So many people rely on corn as their vegetable source, laments Jamieson-Petonic. The problem is that corn is a high-glycemic-index food, which means it increases your blood sugar. It’s also higher in calories than most other vegetables, especially the non-starchy variety. Broccoli, on the other hand, is a favorite among dietitians for good reason: It’s high in calcium and is also a great source of vitamin A, vitamin K, folic acid and fiber. On top of all that, new research shows that certain substances in broccoli appear to block a defective gene associated with cancer. “You get way more bang for your buck eating broccoli than corn,” explains Kirkpatrick.
Use it: Add broccoli to pasta dishes, sauté it with rice, toss it into salads, or simply serve it lightly steamed (with a dash of red pepper flakes and a spritz of lemon) alongside chicken and fish dishes. Swap out half a cup of corn for a whole cup of steamed broccoli and you’ll have a healthier, more filling meal with fewer calories.
To benefit: Your colon
Swap out: White flour
Add in: Whole grains
Swapping out “white” foods — white flour, white rice, regular pasta — for whole-grain alternatives like whole-wheat flour, brown rice and whole-grain pasta won’t help you cut calories in a one-to-one comparison. But the fiber in whole grains fills you up faster and sustains you longer, making you less likely to eat as much or go back for seconds — or to be hungry an hour later. In addition, there may be an association between whole grains and a reduction of colon cancer, explains Kirkpatrick. Studies also show that people who consume whole grains instead of white grains have a lower percent of belly fat and significantly less disease-causing inflammation.
Use it: To find products that are truly whole grain, look for the word “whole” (whole wheat, whole oats) near the top of the ingredient list. You can also trust the Whole Grain Stamp, an official packaging symbol. The Basic Stamp — it says “Whole Grain” — tells you that a product contains at least eight grams of whole grains per serving, but that product may also contain refined grain. The 100% Stamp — it says “100% Whole Grain” — certifies that all the grain in the product is whole grain.
To benefit: Your blood pressure
Swap out: Salt
Add in: Spices
Studies prove that reducing salt intake can lead to a substantial drop in blood pressure for people with high blood pressure (hypertension) or higher than optimal blood pressure, and that too much sodium causes triglycerides to build up in the walls of your arteries, which increases your stroke and heart attack risk. And yet Americans continue to consume far more sodium than is recommended. Your body needs some sodium to function properly — to help maintain the right balance of fluids in your body, transmit nerve impulses, and allow for proper contraction and relaxation of muscles. Dietary Guidelines for Americans, 2010 recommends limiting sodium to less than 2,300 mg a day — or 1,500 mg if you are older than 51, are black, or have high blood pressure, diabetes or chronic kidney disease. (Note that these are the maximum amounts; less is better.)
If you’re looking to add flavor to foods in place of salt, try fresh and dried herbs that are free of sodium, such as cayenne pepper, garlic or garlic powder, nutmeg, cinnamon, turmeric, cumin, oregano, tarragon, basil and thyme. You’ll also want to limit processed foods, which are typically high in salt.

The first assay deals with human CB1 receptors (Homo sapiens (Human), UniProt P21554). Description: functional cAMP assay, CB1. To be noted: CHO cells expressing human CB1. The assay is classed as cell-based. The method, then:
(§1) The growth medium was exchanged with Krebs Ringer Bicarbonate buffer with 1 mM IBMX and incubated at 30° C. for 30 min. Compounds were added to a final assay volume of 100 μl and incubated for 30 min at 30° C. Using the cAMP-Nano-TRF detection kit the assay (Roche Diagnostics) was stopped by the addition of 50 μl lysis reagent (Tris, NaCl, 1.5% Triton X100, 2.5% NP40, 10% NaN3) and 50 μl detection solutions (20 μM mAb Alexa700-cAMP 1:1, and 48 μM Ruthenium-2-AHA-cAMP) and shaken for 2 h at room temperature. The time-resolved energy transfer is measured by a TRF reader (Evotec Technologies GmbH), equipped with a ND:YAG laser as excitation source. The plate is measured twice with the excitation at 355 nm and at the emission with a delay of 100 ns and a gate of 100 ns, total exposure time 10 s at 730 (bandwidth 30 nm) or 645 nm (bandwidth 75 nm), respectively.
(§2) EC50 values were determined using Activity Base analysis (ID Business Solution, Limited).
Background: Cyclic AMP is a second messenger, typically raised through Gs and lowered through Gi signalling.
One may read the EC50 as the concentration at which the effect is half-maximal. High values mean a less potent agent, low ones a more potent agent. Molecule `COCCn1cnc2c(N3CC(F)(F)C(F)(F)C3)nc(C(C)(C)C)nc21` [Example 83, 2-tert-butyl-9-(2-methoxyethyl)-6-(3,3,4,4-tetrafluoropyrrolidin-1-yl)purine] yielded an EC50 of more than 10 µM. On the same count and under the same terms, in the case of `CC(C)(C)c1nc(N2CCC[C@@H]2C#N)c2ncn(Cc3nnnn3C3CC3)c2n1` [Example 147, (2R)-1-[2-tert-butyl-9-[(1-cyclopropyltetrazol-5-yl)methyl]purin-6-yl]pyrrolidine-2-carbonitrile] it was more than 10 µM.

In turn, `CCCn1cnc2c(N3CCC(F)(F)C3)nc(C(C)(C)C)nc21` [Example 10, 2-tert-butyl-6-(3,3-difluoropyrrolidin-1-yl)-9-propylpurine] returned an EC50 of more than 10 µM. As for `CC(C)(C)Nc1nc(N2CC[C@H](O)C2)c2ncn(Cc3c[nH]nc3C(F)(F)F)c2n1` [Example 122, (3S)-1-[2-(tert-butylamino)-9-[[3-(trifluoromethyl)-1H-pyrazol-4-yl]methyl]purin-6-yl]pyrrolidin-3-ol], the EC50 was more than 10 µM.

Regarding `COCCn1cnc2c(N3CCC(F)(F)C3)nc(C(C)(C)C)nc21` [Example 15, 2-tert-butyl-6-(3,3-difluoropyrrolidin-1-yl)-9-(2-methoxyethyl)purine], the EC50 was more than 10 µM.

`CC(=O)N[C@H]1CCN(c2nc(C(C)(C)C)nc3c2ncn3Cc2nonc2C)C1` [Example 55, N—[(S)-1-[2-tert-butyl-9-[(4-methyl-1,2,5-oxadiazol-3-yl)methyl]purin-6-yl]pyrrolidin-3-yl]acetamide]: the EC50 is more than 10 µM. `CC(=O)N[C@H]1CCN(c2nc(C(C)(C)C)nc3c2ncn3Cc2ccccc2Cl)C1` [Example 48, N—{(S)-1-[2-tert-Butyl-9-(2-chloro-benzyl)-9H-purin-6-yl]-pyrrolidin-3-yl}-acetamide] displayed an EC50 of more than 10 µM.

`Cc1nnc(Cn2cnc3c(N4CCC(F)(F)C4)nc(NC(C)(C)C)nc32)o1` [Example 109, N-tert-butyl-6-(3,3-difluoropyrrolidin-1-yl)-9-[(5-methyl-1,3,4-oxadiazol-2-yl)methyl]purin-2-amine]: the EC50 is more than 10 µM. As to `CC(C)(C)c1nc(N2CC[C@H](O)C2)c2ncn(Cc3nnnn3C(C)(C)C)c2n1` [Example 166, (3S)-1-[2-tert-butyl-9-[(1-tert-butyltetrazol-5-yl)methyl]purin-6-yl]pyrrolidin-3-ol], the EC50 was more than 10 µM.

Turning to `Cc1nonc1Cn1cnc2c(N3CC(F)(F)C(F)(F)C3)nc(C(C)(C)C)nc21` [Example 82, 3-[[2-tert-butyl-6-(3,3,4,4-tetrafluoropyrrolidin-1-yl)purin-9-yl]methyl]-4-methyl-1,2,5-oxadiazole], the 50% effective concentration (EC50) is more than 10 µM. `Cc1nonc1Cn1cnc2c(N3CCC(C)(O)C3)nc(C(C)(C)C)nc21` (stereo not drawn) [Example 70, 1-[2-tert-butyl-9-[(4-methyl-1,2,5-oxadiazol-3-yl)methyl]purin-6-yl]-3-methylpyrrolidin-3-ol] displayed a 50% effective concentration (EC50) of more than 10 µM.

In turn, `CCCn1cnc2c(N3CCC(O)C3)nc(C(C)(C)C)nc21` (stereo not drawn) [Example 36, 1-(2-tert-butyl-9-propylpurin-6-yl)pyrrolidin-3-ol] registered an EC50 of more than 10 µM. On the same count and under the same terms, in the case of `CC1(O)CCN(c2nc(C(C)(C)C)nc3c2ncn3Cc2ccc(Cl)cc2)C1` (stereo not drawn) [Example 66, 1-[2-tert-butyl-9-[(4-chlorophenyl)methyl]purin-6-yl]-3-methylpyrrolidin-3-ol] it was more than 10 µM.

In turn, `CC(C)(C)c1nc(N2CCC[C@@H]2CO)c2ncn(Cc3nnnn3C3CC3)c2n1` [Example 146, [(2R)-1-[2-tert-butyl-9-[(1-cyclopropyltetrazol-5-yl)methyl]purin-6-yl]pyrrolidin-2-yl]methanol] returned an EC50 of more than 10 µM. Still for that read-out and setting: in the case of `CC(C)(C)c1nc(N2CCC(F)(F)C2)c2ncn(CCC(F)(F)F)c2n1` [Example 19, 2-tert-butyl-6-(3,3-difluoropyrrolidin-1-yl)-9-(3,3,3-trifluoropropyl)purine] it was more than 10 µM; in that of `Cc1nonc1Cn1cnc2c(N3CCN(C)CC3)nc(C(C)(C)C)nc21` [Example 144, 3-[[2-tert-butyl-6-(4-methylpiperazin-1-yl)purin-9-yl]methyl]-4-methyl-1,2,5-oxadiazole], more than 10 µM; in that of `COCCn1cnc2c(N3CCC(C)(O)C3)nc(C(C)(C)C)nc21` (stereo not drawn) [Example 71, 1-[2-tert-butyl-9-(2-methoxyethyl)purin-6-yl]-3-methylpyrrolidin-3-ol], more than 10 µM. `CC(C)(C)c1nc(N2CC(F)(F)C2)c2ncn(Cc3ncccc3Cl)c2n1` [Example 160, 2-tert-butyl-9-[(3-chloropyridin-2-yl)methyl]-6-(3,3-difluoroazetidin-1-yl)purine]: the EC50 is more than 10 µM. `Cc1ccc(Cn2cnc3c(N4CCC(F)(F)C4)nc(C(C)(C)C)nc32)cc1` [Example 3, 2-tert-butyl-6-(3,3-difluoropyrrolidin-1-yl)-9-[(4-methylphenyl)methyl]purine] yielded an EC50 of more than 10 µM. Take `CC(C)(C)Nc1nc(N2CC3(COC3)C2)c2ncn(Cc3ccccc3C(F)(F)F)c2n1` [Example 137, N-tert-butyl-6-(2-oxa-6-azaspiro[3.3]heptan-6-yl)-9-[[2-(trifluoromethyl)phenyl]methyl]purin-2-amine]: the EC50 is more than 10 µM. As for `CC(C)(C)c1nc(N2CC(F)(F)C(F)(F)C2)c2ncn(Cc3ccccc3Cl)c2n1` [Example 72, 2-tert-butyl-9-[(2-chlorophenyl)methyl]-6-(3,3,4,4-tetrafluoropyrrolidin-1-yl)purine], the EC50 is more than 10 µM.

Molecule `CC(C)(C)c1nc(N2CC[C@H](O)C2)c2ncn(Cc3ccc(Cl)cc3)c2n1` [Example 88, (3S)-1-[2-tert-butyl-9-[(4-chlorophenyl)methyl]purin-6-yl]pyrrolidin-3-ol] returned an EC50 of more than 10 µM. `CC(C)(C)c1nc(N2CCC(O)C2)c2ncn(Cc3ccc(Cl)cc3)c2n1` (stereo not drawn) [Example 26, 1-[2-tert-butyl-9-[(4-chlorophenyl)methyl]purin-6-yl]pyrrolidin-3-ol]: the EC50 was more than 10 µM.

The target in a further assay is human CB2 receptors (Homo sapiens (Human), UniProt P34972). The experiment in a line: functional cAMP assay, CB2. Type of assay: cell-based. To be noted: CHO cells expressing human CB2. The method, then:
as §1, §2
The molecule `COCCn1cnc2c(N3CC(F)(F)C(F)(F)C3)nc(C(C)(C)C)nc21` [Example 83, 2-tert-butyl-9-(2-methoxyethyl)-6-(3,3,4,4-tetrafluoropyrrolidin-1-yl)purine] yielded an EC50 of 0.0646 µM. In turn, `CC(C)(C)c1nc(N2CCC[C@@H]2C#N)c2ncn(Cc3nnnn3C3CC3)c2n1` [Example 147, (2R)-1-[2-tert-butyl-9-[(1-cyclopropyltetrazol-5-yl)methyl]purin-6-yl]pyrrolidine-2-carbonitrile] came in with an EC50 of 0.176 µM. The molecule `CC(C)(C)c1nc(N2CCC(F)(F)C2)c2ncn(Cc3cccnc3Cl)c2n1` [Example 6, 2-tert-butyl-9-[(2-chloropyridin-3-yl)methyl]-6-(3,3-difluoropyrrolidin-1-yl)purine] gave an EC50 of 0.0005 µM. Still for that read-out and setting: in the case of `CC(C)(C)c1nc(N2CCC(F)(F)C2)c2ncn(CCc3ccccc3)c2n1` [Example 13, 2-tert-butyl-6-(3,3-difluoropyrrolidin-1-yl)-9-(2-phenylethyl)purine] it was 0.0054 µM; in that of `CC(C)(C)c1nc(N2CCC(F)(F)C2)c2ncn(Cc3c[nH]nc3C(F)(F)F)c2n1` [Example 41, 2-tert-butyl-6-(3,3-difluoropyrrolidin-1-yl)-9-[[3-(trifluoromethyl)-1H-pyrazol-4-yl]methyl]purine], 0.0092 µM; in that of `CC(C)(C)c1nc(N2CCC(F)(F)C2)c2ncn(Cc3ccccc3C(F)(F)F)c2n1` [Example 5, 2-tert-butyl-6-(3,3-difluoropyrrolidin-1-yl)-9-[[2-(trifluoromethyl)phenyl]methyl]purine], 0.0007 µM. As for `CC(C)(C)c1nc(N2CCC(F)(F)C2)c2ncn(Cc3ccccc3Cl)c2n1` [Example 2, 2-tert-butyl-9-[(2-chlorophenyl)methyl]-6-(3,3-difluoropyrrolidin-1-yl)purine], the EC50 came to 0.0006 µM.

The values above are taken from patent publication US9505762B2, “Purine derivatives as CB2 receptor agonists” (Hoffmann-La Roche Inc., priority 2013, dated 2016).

Use it: Generally, it’s best to add dried herbs to recipes during cooking and to add fresh herbs once you’re done using heat.
To benefit: Your unborn baby
Swap out: Croutons
Add in: Walnuts
Omega-3 fatty acids offer a number of benefits, from lowering LDL (or bad) cholesterol (one of the main causes of heart disease) to improving the health of your arteries. Here’s the kicker: Not only can omega-3s help everyone from infants to the aged, research shows that infants born to moms with higher blood levels of omega-3 fatty acids at delivery had advanced attention spans well into their second year of life! So that means, even if you don’t consume omega-3s for yourself (but why wouldn’t you?), think about little ones who have yet to enter the world.
Yes, you can get loads of these essential fatty acids from fish like salmon, but you can also get them from nuts, especially walnuts. And besides omega-3s, walnuts also provide fiber, which helps you feel full and eat less. Just be careful: Nuts contain a lot of fat, and even though it’s mostly healthy fat, it’s still caloric, so go easy.
Use it: Who doesn’t love a crunchy treat in a green salad? Instead of eating empty, unhealthy calories (croutons), try topping your greens with walnuts for crunch.
To benefit: Your waistline
Swap out: Dried fruit
Add in: Water-rich fruit
Dried fruit may sound like a healthy snack, but with its concentrated sugar, high calories and, too often, sugar coating, it’s not such a great option, especially if you’re trying to lose weight, warns Kirkpatrick. Fresh fruit, on the other hand, makes you feel full on fewer calories. The reason is simple: It takes up more room in your stomach. Think about grapes and raisins. “Raisins provide a lot of calories in a very small serving,” says Jamieson-Petonic. “For the same number of calories in a small box of raisins, you could have a whole cup of grapes.” And you still get that sweet taste satisfaction from eating fresh fruit, adds Kirkpatrick.
Use it: Keep fresh fruit on hand for snacking instead of digging into the dried stuff.
To benefit: Your heart
Swap out: Cocktails
Add in: Red or white wine
Research suggests that moderate alcohol intake can produce a slight rise in HDL (good) cholesterol. But that benefit can be outweighed by health risks, depending on your beverage of choice. If you opt for sugary drinks (banana daiquiri, anyone?), you’re getting added sugars, which increase inflammation and lead to a higher risk of heart disease. Waistline watchers should also know that froufrou cocktails often contain a surprising number of calories, points out Kirkpatrick. Switch to red wine and you get antioxidants such as flavonoids that are believed to lower LDL and boost HDL with no added sugar and less calories than many mixed drinks. Given the risks of alcohol, however, the American Heart Association recommends that you limit your daily intake to two five-ounce glasses for men or one five-ounce glass for women. Women who drink any alcohol should take 400 mcg of folic acid (the amount found in a multivitamin) to help offset the increased risk of breast cancer from alcohol intake.
Use it: Instead of mixed drinks, opt for wine, especially red. If you’re looking for a low-calorie wine drink, try a white wine spritzer — a mix of wine, club soda and a twist of lime or lemon peel.
To benefit: Your heart
Swap out: Ground beef
Add in: Ground turkey
Red meat is a source of both saturated fat and dietary cholesterol — two of the main sources of high cholesterol. White-meat ground turkey contains half the saturated fat of 85 percent lean ground beef. But it has to be 100 percent white or breast meat, warns Jamieson-Petonic. “Dark ground turkey can be just as high in fat as ground beef,” she explains.
Use it: At your next barbecue, try turkey burgers instead of ground beef ones. You can also swap in ground turkey for ground beef in meatloaf, meat-based pasta sauces, tacos and chili.